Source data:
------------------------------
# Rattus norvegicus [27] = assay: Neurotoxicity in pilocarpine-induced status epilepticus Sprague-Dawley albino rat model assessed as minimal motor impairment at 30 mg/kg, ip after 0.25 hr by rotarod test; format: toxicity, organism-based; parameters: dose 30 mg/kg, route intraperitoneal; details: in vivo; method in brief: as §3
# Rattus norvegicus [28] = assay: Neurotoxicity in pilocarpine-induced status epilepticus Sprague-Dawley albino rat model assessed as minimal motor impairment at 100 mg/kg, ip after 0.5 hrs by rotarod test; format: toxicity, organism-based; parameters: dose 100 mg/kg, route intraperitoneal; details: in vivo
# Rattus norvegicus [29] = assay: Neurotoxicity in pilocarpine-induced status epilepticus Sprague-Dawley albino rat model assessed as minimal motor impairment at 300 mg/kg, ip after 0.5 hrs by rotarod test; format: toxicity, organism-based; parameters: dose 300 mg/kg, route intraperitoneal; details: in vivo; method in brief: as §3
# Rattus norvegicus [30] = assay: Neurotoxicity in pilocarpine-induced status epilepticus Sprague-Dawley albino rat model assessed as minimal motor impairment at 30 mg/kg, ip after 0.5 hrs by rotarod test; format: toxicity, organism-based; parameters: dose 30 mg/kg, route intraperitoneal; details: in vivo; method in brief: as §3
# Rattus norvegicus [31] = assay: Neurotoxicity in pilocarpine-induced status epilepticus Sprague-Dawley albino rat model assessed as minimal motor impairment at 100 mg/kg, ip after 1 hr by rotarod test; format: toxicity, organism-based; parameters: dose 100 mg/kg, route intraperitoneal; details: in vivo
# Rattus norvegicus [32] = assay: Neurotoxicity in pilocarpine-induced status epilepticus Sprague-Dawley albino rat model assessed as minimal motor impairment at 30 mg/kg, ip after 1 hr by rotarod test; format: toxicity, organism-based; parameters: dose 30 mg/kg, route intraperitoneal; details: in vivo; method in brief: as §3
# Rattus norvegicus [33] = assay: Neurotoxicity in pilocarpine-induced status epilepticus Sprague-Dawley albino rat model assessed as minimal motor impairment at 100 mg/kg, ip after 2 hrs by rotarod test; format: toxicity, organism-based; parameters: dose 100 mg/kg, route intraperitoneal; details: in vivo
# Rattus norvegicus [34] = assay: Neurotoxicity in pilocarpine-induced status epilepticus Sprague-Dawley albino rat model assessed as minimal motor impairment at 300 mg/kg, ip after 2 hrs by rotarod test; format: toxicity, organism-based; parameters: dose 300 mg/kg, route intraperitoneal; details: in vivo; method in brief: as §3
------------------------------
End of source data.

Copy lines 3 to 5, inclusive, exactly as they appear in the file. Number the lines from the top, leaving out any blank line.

# Rattus norvegicus [29] = assay: Neurotoxicity in pilocarpine-induced status epilepticus Sprague-Dawley albino rat model assessed as minimal motor impairment at 300 mg/kg, ip after 0.5 hrs by rotarod test; format: toxicity, organism-based; parameters: dose 300 mg/kg, route intraperitoneal; details: in vivo; method in brief: as §3
# Rattus norvegicus [30] = assay: Neurotoxicity in pilocarpine-induced status epilepticus Sprague-Dawley albino rat model assessed as minimal motor impairment at 30 mg/kg, ip after 0.5 hrs by rotarod test; format: toxicity, organism-based; parameters: dose 30 mg/kg, route intraperitoneal; details: in vivo; method in brief: as §3
# Rattus norvegicus [31] = assay: Neurotoxicity in pilocarpine-induced status epilepticus Sprague-Dawley albino rat model assessed as minimal motor impairment at 100 mg/kg, ip after 1 hr by rotarod test; format: toxicity, organism-based; parameters: dose 100 mg/kg, route intraperitoneal; details: in vivo